>>>>>> in some fashion which can at least be partially demonstrated in our
>>>>>> samples.
>>>>> I agree.
>>>>>> I understand why we started down the path of individual components
>>>>>> I definitely agree that it has value ... I'm just rethinking the
>>>>>> decision now that we are doing our second release and have to deal
>>>>>> with multiple versions for the first time. The second release begins
>>>>>> to set the precedent for how we deal with some of these things. The
>>>>>> fact that we basically released everything again with a consistent
>>>>>> version makes me wonder if that should be our standard process instead
>>>>>> of individual component versions.
>>>>> There are advantages in being able to release a module separately. For
>>>>> example if we find something we need to fix in one module, and it's a
>>>>> self contained fix, we could create a new release of that module quite
>>>>> quickly. On the other hand, the slow part of the release process (72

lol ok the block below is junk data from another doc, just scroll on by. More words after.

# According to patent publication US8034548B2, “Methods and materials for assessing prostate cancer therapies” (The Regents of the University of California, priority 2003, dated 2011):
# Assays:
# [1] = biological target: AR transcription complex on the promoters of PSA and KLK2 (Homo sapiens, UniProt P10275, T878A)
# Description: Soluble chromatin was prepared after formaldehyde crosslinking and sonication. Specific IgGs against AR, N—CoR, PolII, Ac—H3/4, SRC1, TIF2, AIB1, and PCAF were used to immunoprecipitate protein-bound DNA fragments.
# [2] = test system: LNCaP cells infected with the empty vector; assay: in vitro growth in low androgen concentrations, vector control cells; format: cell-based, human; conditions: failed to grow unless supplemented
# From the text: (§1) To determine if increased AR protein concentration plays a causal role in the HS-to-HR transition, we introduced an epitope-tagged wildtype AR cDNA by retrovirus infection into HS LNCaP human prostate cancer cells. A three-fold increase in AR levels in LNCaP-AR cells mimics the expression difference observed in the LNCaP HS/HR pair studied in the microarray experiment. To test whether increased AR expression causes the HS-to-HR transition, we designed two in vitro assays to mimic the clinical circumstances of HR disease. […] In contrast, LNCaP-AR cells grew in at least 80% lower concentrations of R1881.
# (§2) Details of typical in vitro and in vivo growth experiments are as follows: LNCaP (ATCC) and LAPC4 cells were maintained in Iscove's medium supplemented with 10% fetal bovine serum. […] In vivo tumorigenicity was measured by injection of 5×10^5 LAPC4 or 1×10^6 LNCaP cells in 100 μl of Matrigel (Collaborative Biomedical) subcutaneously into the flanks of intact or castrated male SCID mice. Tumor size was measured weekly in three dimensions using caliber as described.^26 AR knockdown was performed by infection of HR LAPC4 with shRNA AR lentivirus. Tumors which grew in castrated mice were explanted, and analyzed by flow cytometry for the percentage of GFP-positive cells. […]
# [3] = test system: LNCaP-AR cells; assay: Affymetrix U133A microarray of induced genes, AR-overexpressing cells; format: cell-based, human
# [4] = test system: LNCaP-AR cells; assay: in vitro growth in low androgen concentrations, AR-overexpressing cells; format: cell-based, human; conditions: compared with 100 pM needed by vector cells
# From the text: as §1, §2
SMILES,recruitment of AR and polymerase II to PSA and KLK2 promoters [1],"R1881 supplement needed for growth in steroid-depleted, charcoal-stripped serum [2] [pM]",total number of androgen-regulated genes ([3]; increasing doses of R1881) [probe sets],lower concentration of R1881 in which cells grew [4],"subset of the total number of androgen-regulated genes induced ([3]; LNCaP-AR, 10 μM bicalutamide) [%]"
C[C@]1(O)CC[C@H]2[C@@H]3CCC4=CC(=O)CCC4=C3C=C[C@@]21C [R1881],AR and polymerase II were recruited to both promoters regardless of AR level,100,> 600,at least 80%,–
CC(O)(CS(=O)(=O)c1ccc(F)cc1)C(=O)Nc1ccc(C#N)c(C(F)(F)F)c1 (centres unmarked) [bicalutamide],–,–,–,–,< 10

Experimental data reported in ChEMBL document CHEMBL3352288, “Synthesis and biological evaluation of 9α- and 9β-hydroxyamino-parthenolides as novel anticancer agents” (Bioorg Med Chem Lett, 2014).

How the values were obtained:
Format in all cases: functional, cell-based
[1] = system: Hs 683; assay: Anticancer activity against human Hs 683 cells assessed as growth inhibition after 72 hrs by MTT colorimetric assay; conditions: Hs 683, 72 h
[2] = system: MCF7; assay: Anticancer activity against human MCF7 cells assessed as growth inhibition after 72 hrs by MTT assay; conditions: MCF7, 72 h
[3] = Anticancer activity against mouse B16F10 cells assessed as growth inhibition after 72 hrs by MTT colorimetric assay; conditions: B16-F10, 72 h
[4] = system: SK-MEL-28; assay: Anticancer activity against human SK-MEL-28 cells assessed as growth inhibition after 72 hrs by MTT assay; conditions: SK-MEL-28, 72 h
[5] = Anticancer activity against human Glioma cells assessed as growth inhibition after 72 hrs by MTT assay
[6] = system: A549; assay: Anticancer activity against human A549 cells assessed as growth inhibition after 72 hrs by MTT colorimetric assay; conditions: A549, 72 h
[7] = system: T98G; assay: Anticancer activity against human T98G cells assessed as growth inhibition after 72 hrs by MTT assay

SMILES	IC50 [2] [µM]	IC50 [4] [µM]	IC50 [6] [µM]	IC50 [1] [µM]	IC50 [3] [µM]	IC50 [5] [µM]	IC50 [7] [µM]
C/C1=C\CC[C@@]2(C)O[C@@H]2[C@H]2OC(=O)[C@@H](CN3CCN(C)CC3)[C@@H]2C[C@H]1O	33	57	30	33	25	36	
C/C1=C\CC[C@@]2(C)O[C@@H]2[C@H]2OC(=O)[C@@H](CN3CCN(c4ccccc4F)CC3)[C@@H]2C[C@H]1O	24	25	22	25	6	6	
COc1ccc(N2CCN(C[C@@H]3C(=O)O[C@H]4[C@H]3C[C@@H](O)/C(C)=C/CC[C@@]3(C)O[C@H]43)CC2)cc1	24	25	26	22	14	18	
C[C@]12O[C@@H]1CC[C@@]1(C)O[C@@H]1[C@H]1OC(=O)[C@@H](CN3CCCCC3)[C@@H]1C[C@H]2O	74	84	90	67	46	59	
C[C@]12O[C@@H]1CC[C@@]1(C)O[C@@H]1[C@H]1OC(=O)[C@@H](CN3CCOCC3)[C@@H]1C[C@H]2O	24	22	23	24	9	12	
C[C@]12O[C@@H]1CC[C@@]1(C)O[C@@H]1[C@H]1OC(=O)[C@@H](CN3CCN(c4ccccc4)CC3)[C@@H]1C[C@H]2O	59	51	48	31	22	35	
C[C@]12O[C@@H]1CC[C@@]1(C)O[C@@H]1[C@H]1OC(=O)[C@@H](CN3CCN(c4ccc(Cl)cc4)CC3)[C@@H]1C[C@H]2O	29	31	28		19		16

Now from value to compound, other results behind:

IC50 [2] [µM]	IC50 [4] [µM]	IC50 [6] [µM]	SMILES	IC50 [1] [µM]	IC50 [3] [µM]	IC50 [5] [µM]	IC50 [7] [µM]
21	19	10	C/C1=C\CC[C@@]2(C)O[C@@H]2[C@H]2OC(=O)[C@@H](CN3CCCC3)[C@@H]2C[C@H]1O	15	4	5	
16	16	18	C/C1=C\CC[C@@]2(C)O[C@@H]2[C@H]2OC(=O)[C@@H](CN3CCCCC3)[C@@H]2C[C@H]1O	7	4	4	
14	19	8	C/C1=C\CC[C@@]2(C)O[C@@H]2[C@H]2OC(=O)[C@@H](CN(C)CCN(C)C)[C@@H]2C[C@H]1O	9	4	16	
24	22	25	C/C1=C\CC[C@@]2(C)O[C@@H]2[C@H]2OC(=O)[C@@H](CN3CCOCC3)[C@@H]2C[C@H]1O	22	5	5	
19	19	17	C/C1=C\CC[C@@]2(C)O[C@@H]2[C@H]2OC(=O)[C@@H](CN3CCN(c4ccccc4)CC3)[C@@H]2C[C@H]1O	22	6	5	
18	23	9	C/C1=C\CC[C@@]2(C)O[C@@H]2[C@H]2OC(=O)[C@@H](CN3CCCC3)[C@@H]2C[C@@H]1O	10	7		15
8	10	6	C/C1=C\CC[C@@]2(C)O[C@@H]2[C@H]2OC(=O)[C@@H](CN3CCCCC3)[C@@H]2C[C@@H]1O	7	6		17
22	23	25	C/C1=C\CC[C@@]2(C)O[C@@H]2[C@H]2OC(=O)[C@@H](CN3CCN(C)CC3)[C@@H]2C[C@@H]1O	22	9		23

>>>>> hours for a vote, then another 72 for the incubator PMC?) remains the
>>>>> same.
>>>> Yeah, sure that may seem a problem (but there is a reason for this,
>>>> though). But this should influence the decision of whether to do
>>>> single-module releases or not.
>>>>> On balance I'm in favour of a single release at a set level - however
>>>>> if we can find an absolutely crystal clear way to document a
>>>>> release-by-module system I think it could work; I'm worried by the
>>>>> complexity it would lead to in documentation and samples.
>>>> I fear you worry on the wrong end of the story. Worry about the
>>>> interfaces between your modules and look at what the modules really
>>>> need. Your modules depend on services and API; they don't depend on
>>>> other modules.
>>>> At one point in time you will realize that you have some modules which
>>>> are mostly stable and some modules which are under heavy development. So
>>>> you will release the moving parts (modules under development) and not
>>>> release the static parts.
>>>> Doing module releases also enables you to "release early, release often".
>>>> Try it, enjoy it. For me this is what OSGi is mostly and almost all
>>>> about.
>>>> Regards
>>>> Felix
>>>>> Zoë
>> --
>> Joe